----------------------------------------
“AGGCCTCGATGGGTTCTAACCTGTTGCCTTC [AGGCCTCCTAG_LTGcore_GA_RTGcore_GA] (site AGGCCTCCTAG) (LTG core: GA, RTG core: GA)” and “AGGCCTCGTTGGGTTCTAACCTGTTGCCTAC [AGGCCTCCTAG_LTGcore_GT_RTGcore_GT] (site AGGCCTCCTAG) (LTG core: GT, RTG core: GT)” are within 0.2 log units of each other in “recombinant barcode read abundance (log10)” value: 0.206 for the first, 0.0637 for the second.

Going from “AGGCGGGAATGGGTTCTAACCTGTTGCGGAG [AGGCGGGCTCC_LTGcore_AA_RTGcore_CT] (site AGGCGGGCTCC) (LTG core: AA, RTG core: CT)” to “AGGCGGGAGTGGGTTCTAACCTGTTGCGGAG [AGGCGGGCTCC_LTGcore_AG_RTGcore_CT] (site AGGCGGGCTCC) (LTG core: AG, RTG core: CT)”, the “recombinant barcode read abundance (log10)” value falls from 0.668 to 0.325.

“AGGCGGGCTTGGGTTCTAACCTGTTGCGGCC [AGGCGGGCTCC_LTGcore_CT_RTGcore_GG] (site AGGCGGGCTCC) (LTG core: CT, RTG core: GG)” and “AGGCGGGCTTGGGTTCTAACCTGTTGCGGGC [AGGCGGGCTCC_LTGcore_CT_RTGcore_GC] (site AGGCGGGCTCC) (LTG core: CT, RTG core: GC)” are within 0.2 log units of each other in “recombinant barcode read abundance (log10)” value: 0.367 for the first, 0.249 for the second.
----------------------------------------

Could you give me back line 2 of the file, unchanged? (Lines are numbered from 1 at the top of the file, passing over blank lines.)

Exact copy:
Going from “AGGCGGGAATGGGTTCTAACCTGTTGCGGAG [AGGCGGGCTCC_LTGcore_AA_RTGcore_CT] (site AGGCGGGCTCC) (LTG core: AA, RTG core: CT)” to “AGGCGGGAGTGGGTTCTAACCTGTTGCGGAG [AGGCGGGCTCC_LTGcore_AG_RTGcore_CT] (site AGGCGGGCTCC) (LTG core: AG, RTG core: CT)”, the “recombinant barcode read abundance (log10)” value falls from 0.668 to 0.325.